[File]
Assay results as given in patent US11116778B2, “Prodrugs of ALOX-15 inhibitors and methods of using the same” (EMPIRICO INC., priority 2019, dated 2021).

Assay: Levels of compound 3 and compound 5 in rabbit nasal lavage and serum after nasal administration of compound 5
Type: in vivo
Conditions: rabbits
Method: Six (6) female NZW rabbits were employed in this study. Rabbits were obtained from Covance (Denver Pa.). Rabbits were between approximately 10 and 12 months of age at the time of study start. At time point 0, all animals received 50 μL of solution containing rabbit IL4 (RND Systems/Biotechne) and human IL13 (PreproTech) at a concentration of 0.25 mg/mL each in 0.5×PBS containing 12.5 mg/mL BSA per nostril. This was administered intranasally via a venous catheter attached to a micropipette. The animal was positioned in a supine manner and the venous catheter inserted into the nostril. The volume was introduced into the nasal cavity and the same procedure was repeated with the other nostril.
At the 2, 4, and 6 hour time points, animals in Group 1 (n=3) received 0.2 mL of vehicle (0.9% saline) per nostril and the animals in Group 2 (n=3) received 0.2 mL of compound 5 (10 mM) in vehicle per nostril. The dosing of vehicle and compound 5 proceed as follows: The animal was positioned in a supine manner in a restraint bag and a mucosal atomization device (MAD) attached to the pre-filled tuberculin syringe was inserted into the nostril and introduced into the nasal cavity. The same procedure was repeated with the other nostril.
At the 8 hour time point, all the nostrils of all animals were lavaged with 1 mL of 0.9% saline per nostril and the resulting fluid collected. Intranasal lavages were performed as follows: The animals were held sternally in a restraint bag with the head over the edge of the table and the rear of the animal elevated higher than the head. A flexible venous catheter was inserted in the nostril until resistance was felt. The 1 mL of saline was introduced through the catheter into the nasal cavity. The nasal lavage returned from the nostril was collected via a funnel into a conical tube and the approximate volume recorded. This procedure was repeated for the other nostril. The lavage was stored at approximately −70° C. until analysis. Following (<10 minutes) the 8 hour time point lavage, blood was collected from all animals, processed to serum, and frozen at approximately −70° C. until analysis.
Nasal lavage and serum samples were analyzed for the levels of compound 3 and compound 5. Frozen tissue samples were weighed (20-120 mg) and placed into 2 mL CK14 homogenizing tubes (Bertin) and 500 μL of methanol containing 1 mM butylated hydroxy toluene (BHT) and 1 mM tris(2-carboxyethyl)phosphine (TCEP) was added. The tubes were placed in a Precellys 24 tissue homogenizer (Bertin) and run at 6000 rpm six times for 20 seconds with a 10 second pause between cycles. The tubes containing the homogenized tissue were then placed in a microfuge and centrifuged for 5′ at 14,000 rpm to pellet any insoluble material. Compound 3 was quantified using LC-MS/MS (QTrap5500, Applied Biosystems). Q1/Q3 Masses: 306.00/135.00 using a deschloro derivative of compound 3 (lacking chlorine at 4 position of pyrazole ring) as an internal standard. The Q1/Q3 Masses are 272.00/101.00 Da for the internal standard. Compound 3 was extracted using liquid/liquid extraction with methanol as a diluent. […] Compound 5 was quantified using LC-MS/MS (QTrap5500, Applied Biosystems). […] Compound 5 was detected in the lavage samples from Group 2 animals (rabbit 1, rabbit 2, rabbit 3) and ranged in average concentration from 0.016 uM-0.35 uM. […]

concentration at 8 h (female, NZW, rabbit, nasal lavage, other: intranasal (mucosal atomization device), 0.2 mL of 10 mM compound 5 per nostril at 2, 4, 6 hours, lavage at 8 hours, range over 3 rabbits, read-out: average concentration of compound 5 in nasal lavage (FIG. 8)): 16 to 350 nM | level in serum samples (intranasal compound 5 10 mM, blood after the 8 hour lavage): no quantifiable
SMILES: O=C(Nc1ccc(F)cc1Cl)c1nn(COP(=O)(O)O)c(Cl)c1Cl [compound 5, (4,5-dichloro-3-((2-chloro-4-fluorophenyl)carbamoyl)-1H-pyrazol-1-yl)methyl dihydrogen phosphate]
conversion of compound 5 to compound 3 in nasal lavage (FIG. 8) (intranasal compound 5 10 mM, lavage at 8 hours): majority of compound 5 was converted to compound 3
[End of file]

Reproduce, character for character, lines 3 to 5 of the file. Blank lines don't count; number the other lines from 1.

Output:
Type: in vivo
Conditions: rabbits
Method: Six (6) female NZW rabbits were employed in this study. Rabbits were obtained from Covance (Denver Pa.). Rabbits were between approximately 10 and 12 months of age at the time of study start. At time point 0, all animals received 50 μL of solution containing rabbit IL4 (RND Systems/Biotechne) and human IL13 (PreproTech) at a concentration of 0.25 mg/mL each in 0.5×PBS containing 12.5 mg/mL BSA per nostril. This was administered intranasally via a venous catheter attached to a micropipette. The animal was positioned in a supine manner and the venous catheter inserted into the nostril. The volume was introduced into the nasal cavity and the same procedure was repeated with the other nostril.